In the Europool

The announcement of this sunday’s Europool event by Creamcake provides insights into culture politics and funding terminology related to the cultural sector of Berlin today.

Creamcake is a popular party series that has taken place in Südblock and later Ohm, featuring musicians connected to the digital sphere, which also has organised an art festival last year and recently a party at Berghain. They have secured some funding from the capital culture fonds (Haupstadtkulturfonds) to hold a pool party and panel discussion this Sunday in the municipal swimming pool in Humboldthain, under the title Europool (Europol being the european police forces).

Discussing will be the feminist musician AGF (Antye Greie-Ripatti), tech-artist Riccardo Benassi, and filmmaker/anthropologist Sungeun Kim.

“Creamcake and friends are campaigning for a united, democratic, people-orientated, and peaceful Europe”. How?! Let’s read the announcement. It mentions as inspiration the “new modes of ideas, tools, and work across so many countries and cultures, which is not possible of anywhere else in the world” The free movement of workers inside the European Union is celebrated here, the name for this is the single market.

The work of the artists and musicians associated with the event is given as an example:”collaborated with many different people across Europe and have transformed free movement into their practice and everyday lives”. These are the emancipated cultural workers of today: thankful for their multi-state civil setting. So why do we bother dissecting this announcement? Because it gives insight into the current identity of European mobile cultural workers. It is not seperate anymore from the single market program of the EU. Which is interesting if you care for the splits and tensions between art and economy, like we do.

Again, what is the “free movement” that is refered here to? Obviously not the current urgent demand for a change in the situation of the refugees in the detention centers all over Europe and at its borders? Europool brings up in passing the terms “Nationalism, migration, climate change, politics of fear, and the economy” and then provides the most shallow definition of the EU: a bigger thus better nation, with internal migration of its workforce, as a politics of hope against the small-minded right wingers who are against immigration and for fear and for their own nation. The use of the term “free movement” is irritating in the current loaded situation where refugees are pushed back at the borders of the EU and drown in the sea due to blocked land routes. The event is mentioning “migration” but only as a problem next to climate change and fear. The migration that it is celebrating instead is that of EU (cultural) workers.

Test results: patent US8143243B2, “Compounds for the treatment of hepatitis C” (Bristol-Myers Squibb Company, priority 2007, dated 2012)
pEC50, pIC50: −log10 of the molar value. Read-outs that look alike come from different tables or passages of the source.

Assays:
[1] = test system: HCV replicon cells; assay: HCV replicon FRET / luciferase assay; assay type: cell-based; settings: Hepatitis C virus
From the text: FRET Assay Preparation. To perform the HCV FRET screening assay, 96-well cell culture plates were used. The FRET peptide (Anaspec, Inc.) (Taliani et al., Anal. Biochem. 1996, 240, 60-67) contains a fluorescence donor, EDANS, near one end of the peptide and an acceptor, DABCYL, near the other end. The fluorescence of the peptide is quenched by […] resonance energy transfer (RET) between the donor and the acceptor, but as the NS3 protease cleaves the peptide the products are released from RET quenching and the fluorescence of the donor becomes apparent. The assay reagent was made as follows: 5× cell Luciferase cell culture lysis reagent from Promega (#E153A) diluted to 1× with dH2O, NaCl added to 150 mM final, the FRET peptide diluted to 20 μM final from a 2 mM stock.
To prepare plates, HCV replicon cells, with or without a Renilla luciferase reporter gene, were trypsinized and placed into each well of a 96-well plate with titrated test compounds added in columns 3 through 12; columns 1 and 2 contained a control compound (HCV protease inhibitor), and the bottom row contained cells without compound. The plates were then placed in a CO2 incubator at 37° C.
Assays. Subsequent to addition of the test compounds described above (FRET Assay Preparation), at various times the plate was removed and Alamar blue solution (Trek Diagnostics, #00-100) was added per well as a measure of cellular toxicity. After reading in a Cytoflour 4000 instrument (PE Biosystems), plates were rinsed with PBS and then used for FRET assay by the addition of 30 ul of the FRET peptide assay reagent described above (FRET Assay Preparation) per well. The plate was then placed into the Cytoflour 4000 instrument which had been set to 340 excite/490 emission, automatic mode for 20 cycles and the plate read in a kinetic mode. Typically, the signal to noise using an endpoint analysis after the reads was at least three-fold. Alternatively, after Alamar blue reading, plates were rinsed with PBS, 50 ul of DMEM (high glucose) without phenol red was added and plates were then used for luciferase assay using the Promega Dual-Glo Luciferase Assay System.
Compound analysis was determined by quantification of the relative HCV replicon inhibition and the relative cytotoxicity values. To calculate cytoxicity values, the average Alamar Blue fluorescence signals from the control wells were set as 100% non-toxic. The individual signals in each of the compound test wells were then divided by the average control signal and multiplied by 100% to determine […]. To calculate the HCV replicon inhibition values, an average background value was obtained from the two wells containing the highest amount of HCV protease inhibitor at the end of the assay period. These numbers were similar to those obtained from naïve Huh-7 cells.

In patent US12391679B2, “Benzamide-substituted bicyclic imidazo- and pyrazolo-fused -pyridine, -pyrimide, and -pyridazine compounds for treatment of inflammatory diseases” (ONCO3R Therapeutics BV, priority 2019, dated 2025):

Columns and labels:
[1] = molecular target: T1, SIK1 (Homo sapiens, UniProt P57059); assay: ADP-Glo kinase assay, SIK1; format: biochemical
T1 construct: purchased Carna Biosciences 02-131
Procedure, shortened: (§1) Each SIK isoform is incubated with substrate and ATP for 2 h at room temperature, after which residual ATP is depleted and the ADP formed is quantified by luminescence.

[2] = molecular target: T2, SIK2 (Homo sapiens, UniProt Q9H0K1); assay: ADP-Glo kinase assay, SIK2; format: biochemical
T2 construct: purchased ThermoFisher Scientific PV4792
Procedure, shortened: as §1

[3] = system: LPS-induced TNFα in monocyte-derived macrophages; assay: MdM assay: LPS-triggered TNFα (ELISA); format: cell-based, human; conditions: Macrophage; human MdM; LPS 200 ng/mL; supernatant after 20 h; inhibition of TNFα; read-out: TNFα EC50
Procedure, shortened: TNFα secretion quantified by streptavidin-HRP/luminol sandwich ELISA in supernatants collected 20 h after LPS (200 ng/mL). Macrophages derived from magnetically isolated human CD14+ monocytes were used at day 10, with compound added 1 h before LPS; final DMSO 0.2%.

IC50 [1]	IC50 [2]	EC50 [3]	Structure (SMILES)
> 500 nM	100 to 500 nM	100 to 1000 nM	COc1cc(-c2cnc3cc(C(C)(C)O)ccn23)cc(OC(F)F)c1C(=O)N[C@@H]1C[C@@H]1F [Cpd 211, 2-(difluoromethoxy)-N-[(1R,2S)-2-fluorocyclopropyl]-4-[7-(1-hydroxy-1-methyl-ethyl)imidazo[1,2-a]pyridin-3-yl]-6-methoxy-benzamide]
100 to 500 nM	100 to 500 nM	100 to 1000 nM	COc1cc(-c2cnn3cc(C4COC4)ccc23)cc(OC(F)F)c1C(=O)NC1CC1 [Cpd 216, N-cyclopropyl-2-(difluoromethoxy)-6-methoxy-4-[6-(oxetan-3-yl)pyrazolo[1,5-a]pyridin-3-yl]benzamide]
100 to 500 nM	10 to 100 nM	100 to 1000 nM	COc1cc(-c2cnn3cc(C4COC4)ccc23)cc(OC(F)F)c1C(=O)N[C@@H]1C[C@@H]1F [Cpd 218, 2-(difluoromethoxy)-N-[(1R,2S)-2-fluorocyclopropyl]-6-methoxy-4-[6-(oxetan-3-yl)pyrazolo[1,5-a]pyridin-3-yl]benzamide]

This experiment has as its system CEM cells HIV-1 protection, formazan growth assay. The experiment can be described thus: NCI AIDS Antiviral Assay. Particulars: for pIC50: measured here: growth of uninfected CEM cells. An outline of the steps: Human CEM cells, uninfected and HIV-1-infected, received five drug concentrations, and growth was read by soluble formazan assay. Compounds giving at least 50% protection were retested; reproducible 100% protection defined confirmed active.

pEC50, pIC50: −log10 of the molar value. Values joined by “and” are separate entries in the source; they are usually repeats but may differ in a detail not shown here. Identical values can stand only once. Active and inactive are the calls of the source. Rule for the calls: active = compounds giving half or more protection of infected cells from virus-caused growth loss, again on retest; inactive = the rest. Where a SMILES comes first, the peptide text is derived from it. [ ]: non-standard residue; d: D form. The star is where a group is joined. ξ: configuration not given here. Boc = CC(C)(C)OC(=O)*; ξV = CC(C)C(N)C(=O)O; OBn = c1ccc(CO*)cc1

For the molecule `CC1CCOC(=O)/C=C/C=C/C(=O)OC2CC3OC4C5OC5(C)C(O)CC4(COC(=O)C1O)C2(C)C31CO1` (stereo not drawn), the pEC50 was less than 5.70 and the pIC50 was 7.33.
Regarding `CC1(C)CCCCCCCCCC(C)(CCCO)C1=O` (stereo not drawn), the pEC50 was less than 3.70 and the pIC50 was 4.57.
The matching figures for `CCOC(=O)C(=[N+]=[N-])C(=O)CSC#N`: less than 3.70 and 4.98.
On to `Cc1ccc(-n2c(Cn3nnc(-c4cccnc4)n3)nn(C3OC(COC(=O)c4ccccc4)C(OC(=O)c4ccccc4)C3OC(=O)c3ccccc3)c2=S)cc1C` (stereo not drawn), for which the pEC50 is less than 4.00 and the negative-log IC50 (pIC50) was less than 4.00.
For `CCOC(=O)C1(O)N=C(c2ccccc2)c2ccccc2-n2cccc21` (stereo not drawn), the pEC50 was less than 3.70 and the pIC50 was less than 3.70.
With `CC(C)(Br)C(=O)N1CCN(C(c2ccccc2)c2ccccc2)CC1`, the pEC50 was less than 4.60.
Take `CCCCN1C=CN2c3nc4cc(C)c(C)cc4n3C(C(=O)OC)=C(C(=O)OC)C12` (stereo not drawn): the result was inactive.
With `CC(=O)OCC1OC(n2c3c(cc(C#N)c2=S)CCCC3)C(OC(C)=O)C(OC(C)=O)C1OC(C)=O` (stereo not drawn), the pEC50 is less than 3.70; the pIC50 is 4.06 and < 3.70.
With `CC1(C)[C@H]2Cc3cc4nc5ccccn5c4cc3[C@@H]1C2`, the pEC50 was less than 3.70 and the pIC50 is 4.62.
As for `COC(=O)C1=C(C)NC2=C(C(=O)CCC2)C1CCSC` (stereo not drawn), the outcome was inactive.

If it weren’t so structurally antisemitic one could point to the DJ as a protagonist of finance, by Ian Svenonius: ” A preposterous poseur, once an adjunct to wedding parties, he is now exalted, featured in advertisements and lavished with wealth and fame. Like the rulers on Wall Street, he has no actual talent except to play with other people’s labor. His talent is his impeccable taste and his ability to turn junk into gold, like his stockbroking masters” (Ian Svenonius, The Psychic Soviet, 2006) What we would say instead is: The work of the DJ is the remix, and as we can see here a DJ can easily mix visuals and terminology for whatever ideological cause. This is a pro-single market event, an anti-Brexit event. From the announcement, this is its whole “progressiveness”. Also on the level of VJing: the visuals of the event are a gold chain in the style of the EU flag. It formerly accompanied a project about the aesthetics of housing in gangster rap videos across Europe. Void of this context it only underlines the political goals of this party: to celebrate the EU single market. A gold washing of the EU.

Self-declared European progressives should aim at being more creative when it comes to imagining a european identity that holds up against the attacks of the nationalists. Maybe refer to your art instead? Is it european contemporary art? Tell us how?

One thought on “In the Europool

  1. Pingback: In the Europool – Shades magazine

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